In 1986 the film was shown in competition at the Sundance Film Festival, which resulted in Jacek’s recognition by the New York City independent film community. The film “Heart” followed and then came Jacek’s first picture out of Hollywood, “Square Dance,” directed by Daniel Petrie Sr., which played the opening night at the 1987 Sundance Film Festival and marked the acting debut of Winona Ryder.
After working with directors such as Jonathan Demme and Zbigniew Rybczynski on various music videos and Saturday Night Live sketches, Jacek moved to Los Angeles and kept shooting, mostly films for television. In 1988 Jacek won an ACE award for the film “Penn & Teller’s Invisible Thread” directed by Bob Balaban, that he shot for Showtime Network. By the end of that year he was asked by director Robert Altman to be the cinematographer on his film “The Caine Mutiny Court Marshal,” for CBS/Hallmark. This film earned Jacek the 1989 American Society of Cinematographers nomination for Outstanding Cinematography.
In 1996, after lensing several more independent features, TV films, documentaries, and music videos, Jacek was asked to join director/writer Tom Donnelly to collaborate for the second time. The film was “Garden of Redemption.” This WWII drama that was shot in Portugal for Paramount TV/Showtime Network earned Jacek his second A.S.C nomination in 1998. In 1997 going back to his documentary experience Jacek got involved in co-lensing a full-length documentary for Michelle Ohayon, “Colors Straight Up” (the film was primarily shot by his friend Theo Van de Sande, A.S.C), which was nominated for a 1998 Academy Award.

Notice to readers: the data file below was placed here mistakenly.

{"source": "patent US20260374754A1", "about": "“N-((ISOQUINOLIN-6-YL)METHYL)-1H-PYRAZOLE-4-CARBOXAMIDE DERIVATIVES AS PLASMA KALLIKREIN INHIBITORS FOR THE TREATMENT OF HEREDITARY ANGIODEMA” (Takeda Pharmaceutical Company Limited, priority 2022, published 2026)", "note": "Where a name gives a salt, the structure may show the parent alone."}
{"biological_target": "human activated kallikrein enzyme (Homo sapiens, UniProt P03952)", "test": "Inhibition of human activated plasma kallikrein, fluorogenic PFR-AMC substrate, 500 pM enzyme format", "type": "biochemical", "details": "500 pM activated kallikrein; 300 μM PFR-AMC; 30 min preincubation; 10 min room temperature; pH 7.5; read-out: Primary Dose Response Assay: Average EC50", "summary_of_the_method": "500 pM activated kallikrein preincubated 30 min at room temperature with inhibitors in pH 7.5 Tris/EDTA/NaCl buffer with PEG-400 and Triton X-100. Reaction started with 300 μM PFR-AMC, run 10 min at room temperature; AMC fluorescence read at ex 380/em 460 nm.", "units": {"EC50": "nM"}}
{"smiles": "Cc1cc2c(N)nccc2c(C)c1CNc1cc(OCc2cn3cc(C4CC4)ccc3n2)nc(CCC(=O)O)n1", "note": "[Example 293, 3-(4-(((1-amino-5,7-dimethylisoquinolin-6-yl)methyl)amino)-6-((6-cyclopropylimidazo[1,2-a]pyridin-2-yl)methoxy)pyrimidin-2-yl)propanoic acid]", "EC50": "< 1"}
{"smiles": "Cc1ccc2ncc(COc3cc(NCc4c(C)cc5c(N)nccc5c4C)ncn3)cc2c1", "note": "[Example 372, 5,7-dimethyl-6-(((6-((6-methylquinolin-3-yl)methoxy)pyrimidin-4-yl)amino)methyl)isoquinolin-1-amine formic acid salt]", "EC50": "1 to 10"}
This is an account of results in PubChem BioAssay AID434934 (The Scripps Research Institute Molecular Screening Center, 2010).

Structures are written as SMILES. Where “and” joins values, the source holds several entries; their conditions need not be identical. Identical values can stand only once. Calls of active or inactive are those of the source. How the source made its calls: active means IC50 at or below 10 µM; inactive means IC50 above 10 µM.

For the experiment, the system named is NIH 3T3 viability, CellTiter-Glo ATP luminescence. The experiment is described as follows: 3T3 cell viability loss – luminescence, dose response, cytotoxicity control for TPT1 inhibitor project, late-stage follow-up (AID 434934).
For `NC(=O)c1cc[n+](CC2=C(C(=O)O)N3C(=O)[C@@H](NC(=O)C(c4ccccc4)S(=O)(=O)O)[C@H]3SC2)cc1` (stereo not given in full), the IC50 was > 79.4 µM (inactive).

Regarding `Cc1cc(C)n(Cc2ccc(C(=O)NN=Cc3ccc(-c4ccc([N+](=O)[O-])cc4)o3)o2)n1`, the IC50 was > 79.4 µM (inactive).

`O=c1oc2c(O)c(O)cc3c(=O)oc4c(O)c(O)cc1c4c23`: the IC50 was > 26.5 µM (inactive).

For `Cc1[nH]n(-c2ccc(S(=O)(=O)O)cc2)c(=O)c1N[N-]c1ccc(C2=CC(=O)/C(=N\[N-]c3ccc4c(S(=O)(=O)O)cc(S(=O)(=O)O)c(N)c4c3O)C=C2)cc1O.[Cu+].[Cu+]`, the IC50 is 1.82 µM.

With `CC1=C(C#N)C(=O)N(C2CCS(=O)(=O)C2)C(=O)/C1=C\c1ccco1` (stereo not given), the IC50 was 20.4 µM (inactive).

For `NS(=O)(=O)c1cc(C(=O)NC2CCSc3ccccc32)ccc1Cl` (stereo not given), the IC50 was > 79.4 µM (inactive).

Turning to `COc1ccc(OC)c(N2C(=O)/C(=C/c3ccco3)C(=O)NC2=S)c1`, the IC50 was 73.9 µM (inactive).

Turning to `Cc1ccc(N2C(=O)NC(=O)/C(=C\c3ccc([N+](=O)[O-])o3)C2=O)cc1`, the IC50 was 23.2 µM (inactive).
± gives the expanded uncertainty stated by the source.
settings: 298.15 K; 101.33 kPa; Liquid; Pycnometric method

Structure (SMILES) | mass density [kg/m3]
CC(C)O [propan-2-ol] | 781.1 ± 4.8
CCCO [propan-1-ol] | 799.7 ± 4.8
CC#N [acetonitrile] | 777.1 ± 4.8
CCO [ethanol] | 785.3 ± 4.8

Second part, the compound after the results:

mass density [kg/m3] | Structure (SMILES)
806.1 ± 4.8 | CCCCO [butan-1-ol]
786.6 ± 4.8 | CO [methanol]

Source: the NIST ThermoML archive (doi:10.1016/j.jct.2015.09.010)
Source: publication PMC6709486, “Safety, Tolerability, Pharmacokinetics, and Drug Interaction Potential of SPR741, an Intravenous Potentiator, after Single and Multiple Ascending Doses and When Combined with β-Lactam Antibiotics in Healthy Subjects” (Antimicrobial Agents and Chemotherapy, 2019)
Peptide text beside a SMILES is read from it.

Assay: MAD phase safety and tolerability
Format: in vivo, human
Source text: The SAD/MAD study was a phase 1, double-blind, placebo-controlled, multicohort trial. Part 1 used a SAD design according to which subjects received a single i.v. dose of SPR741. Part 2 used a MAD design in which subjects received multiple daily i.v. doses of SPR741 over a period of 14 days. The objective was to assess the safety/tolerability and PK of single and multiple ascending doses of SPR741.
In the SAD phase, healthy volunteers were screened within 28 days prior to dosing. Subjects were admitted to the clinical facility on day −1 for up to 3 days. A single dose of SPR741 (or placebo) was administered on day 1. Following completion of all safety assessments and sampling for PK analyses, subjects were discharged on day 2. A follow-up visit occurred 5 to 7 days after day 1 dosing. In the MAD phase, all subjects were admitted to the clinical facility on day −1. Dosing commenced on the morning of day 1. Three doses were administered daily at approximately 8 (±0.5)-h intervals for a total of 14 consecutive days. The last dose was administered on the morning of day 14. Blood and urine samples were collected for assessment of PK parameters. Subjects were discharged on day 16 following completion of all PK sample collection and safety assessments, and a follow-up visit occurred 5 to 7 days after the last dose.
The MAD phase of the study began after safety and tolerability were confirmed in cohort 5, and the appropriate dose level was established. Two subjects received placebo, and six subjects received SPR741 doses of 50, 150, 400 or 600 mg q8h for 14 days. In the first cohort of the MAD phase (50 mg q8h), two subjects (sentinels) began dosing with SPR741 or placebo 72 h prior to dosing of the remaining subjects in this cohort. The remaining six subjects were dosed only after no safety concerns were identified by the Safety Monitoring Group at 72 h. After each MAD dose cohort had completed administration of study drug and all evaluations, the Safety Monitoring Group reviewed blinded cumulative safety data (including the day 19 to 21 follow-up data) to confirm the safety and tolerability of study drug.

Since then Jacek has traveled a lot around the world shooting films in places like New Zealand (again with Tom Donnelly) and Lithuania (with director Donna Deitch). Additionally, Jacek also shot “The Whole Shebang” in Canada and Italy with Bridget Fonda, Stanley Tucci and Gian Carlo Giannini directed by George Zaloom.
In 2006 Jacek collaborated on the series “Masters of Science Fiction” as the cinematographer for the episode written and directed by Oscar winner Michael Tolkin. He also shot the feature film, “Golda’s Balcony,” directed by Jeremy Kagan. The following year Jacek shot “Multiple Sarcasms,” which was directed by Brooks Branch and brought Jacek back to New York City.
Jacek continues to pursue his love for still photography. In 1999 he had an exhibition of his photographs as part of the series “Still/Moving” at a gallery in Los Angeles, in addition to taking part in a group show of “Photographs by the Members of the A.S.C.” at the Academy of Motion Pictures in October and November of 2006.
Jacek lives in Hollywood Hills. Besides cinematography and photography he loves to travel, ski, sail, and enjoys cooking.
Tags: Jacek Laskus